This first biography of Pamela Hansford Johnson (1912-1981) has been written with the full co-operation of her three children, who allowed Wendy Pollard access to previously unexamined diaries, letters and much other material, illuminating their mother's eventful and often entertaining life.
Pamela Hansford Johnson's achievements were all the more remarkable because of her lack of formal education after the age of 16.
With no literary contacts to ease her path, she nevertheless quickly established herself first as a poet, then as a prolific short story writer, and, after the publication of her first novel, she was able to support herself and her mother on her income from writing and reviewing. In addition to their aesthetic worth, her novels are remarkable for the portraits they paint of almost forgotten, yet comparatively recent, worlds.
Her 1930s novels are not set in the privileged surroundings featured in the novels of the majority of her contemporaries, but in the down-to-earth milieu of lower middle-class Londoners.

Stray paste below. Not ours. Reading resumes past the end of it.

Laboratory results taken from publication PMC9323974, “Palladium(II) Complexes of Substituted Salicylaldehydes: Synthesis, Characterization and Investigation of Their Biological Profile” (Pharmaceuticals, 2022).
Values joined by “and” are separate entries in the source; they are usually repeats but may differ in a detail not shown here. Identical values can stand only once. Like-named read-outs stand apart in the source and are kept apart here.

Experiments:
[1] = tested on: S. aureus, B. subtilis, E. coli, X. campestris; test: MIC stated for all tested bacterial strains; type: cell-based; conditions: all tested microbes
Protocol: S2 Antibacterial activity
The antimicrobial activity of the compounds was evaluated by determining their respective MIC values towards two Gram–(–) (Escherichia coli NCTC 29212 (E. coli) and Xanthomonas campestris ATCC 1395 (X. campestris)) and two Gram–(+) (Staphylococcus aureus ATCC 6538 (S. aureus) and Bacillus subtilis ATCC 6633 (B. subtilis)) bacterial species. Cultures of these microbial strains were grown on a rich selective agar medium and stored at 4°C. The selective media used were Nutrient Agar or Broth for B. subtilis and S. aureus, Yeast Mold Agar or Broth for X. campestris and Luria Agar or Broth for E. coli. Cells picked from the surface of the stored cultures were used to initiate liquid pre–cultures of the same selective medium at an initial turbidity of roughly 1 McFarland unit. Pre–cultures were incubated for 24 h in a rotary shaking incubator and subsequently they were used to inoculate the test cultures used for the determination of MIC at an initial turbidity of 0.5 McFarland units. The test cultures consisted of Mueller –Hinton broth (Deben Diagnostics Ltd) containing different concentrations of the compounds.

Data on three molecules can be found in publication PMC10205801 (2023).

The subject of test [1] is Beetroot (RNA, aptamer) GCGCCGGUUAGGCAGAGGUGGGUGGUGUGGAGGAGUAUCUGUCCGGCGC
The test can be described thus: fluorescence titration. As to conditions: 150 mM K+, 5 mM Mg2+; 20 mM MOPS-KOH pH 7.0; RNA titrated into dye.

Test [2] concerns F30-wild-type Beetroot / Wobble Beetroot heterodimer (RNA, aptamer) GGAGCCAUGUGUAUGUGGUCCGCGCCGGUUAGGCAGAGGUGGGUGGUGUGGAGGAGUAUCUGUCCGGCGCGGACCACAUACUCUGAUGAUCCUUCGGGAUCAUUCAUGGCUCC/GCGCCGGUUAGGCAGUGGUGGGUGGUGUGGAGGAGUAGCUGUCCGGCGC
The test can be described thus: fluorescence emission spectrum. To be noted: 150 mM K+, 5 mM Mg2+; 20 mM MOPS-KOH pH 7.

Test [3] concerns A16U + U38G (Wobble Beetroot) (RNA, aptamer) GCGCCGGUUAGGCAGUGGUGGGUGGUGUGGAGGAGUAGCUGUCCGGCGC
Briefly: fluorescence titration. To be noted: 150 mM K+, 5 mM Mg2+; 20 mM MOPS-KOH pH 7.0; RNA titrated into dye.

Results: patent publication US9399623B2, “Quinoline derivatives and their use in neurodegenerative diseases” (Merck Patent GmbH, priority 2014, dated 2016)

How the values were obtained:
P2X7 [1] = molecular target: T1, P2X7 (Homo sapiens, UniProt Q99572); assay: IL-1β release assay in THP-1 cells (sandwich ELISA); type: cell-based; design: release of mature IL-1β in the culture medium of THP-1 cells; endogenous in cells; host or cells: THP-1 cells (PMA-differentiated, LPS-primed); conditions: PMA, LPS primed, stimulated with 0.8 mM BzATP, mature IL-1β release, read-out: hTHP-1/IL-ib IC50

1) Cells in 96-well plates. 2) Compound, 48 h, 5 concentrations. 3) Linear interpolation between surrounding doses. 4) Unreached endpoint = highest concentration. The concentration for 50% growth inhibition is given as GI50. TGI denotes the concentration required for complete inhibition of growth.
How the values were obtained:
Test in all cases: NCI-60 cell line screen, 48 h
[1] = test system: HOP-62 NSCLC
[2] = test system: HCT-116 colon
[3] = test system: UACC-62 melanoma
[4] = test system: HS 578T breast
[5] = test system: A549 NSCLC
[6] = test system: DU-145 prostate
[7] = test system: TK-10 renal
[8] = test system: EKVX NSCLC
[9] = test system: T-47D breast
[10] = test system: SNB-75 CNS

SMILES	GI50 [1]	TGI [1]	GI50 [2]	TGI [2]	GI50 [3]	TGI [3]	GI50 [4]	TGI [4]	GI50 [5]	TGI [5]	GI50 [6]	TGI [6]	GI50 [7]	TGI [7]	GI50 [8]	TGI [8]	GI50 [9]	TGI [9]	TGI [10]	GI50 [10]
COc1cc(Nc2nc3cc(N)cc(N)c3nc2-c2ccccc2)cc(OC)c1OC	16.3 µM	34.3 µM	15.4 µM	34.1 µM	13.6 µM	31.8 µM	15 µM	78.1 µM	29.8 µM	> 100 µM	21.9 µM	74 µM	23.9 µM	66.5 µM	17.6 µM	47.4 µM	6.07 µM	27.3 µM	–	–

Her novels of the 1940s and 1950s graphically portray the period of social adjustment during, and immediately after, the Second World War.Later, several of her novels focused on moral dilemmas, and she also varied her range with a group of well-received satirical novels. She frequently broadcast on the Third Programme, and was a regular panel member on the acclaimed radio programme, 'The Critics' and BBC TV's 'The Brains Trust'.
Her non-fiction works include literary monographs on Thomas Wolfe and Ivy Compton-Burnett, a published series of broadcasts entitled 'Six Proust Reconstructions', and On Iniquity, a book-length meditation on the Moors Murder Trial, on which she reported for the Sunday Telegraph.
Her private life was full of incident, the earliest being her youthful romance with Dylan Thomas.
Her first marriage was to an Australian journalist, and she subsequently married the novelist and scientist, C.P. (later Lord) Snow. The Snows formed a celebrated literary partnership, travelling widely, and being feted in academic circles in the USA and the USSR as well as in the UK.
The biography also recounts the many intrigues in literary circles in the post-war years when the Snows later became targets for the emerging satire movement.